Develop a “tiered settlement” program to collect lower amounts on older surcharges.
The Legislature should recognize that it has created an untenable economic situation for some drivers and create a means for them to resolve old debts. Many surcharges on the books date from as long as a decade ago and the likelihood drivers will ever pay in full is small. Drivers who owe thousands in old, defaulted surcharges may just give up hope that they can ever get out from under this debt. Settling those old debts for lower amounts would allow drivers to regain their licenses and obtain insurance, whereas right now many if not most simply drive without legal sanction.
Allow surcharges to be discharged in bankruptcy proceedings.
The court case disallowing surcharges to be discharged through bankruptcy proceedings – Holder v. State of Texas – premised its decision on the notion that surcharges are similar to criminal fines, which cannot be eliminated through bankruptcy. But surcharges are actually civil, not criminal, fees charged to drivers in addition to criminal fines and penalties. Allowing surcharges to be reduced or eliminated via bankruptcy proceedings would mitigate the amount of bad debt on the books and potentially facilitate partial payment of old debt.
Allow drivers to apply for occupational licenses through an online portal without having to hire an attorney.
Drivers who have lost their licenses due to surcharges are eligible for occupational licenses, but private attorneys may charge thousands of dollars to process their applications. In most cases, if those divers had thousands of dollars at their disposal they would simply pay their surcharges. The Legislature should streamline this process by requiring DPS to facilitate such applications online without having to retain counsel.
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The Texas Criminal Justice Coalition hesitates to suggest reforms that might make the Driver Responsibility surcharge sustainable, even temporarily, because the program is fundamentally unfair and suffers from deep, abiding flaws. The Legislature should eliminate it entirely and pay for trauma hospitals out of general fund revenue or some other source. If the State will not take that step, though, these suggestions would mitigate some of the worst harms, and we encourage you to seriously consider them.
 “Reform sought in Texas ticket surcharge program,” El Paso Times, Sept. 22, 2013. “Since its inception in 2003, the Driver Responsibility Program has collected only $1.14 billion of the $2.85 billion of the charges it levied.”
 Texas Department of Public Safety, 2013 email to State Rep. Sylvester Turner. Data available upon request. More than 2 million people have lost their drivers licenses as a result of unpaid surcharges, with around 1.3 million licenses currently suspended for lack of payment.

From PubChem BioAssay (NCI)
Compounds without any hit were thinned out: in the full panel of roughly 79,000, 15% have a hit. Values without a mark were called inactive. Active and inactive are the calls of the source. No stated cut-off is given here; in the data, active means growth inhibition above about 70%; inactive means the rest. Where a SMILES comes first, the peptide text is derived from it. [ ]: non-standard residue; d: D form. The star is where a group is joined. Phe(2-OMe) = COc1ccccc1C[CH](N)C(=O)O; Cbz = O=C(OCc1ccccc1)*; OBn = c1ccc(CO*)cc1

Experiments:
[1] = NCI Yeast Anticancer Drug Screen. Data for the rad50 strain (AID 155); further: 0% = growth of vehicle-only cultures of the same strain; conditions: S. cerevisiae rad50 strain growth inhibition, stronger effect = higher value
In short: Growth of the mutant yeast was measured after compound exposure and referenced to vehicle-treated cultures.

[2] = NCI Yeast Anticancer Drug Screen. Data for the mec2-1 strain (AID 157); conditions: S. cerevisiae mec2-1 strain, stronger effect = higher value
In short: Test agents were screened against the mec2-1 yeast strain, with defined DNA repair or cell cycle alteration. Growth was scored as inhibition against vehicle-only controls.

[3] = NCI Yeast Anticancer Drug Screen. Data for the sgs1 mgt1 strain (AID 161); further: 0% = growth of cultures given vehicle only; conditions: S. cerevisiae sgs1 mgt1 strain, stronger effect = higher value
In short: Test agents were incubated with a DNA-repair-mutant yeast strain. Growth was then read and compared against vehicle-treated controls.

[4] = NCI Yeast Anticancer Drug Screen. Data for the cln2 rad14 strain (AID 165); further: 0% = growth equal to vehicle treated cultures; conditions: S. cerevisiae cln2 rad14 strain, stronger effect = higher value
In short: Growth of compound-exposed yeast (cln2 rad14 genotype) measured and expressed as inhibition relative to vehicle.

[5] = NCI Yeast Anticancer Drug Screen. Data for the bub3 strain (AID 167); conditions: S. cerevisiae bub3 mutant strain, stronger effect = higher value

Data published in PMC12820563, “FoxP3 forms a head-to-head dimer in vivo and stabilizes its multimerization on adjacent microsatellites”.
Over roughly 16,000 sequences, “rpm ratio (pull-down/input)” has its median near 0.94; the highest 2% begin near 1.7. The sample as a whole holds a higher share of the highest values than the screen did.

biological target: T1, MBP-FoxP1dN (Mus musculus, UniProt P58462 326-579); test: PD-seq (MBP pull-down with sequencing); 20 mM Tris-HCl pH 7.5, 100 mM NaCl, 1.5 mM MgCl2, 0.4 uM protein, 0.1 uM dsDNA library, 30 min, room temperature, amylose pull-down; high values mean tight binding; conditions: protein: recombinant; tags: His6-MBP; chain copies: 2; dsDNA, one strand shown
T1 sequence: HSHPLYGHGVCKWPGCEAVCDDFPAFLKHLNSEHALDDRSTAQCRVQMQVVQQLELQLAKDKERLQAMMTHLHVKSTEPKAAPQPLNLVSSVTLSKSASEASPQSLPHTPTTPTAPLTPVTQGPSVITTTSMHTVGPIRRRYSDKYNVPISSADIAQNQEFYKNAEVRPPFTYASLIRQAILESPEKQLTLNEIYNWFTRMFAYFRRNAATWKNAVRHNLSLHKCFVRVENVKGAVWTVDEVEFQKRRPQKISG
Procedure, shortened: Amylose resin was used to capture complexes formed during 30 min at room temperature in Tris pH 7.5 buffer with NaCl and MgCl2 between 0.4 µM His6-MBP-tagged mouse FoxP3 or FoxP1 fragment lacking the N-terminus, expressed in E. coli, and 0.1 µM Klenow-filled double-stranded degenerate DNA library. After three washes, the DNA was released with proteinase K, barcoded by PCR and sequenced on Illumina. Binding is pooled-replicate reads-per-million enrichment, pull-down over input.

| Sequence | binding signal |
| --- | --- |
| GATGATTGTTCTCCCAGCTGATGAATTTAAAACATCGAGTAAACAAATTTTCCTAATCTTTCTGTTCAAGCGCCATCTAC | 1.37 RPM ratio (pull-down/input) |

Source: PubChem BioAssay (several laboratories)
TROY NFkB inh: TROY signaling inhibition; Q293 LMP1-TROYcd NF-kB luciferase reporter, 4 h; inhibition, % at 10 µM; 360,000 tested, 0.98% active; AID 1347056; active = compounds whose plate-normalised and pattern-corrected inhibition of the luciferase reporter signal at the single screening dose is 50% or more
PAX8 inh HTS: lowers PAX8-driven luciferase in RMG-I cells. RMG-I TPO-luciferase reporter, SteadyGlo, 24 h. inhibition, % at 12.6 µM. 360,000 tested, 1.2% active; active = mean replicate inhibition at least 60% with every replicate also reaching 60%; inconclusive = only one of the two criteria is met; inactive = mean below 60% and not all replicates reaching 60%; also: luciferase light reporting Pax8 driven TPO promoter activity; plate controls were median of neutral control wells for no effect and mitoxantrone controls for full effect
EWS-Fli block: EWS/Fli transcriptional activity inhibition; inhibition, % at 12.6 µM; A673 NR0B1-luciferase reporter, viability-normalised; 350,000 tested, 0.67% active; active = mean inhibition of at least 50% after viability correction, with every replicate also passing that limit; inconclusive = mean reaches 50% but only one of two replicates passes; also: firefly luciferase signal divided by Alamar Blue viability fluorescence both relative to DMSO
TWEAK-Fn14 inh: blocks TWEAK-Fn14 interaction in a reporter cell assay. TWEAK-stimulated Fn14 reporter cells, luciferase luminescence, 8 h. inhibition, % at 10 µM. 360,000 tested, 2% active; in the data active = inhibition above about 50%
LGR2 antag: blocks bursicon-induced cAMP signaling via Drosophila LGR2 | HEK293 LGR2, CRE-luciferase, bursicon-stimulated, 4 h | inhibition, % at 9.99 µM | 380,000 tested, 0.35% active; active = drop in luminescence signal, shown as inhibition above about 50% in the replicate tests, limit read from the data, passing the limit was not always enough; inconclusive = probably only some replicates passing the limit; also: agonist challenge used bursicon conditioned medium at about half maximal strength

The New Jersey Motor Vehicles Affordability and Fairness Task Force published a report in 2006 on their surcharge program, after which Texas’ Driver Responsibility surcharge was modeled. (See: http://www.state.nj.us/mvc/pdf/About/AFTF_final_02.pdf) They found that, of persons with suspended licenses whose annual income was under $30,000: (1) 64% were unable to maintain their prior employment following a license suspension; (2) only 51% of persons who lost their job following a license suspension were able to find new employment; (3) 66% reported that their license suspension negatively affected their job performance; and (4) 90% of persons whose license was suspended within this income bracket indicated that they were unable to pay costs that were related to their suspended driving privileges. In addition, of those who were able to find a new job following a license suspension-related dismissal, 88% reported a reduction in income.
 Texas Senate Criminal Justice Committee Interim Report, Dec. 15, 2010, pp. 22-23. According to Judge David Hodges, Judicial Liaison for the Texas Center for the Judiciary, “Since imposing these surcharges: Conviction rates have decreased every year; in 2005, 99,501 DWI arrest resulted in 63,132 convictions. In 2009, 102,309 DWI arrest resulted in 44,777 convictions. Dismissal rates have increased every year; DWI cases are prosecuted as reckless driving, obstruction of highway, and public intoxication, in order to avoid the civil penalty.”
 “Interactive: Billions of dedicated funds unspent,” The Texas Tribune, Dec. 6, 2012. http://www.texastribune.org/library/data/dedicated-revenue-funds-list/
 Wrong Way for Texas: The Driver Responsibility Program, A Texas-Size Failure, February 2013. http://texasdriverresponsibilityprogram.com/wp-content/uploads/2014/04/Driver-Responsibility-Program.pdf
 In our 2013 report, we suggested Texas could make up the money with an additional $0.15 per pack tax on cigarettes, a $0.06 per six-pack tax on beer, or a one percent tax on carbonated soda. Also, because the Legislature has withheld surcharge money from trauma centers to certify the budget, the state could continue to make payments to hospitals from the “Designated Trauma Facility & Emergency Medical Services Account” at current rates and not run out of money through 2021.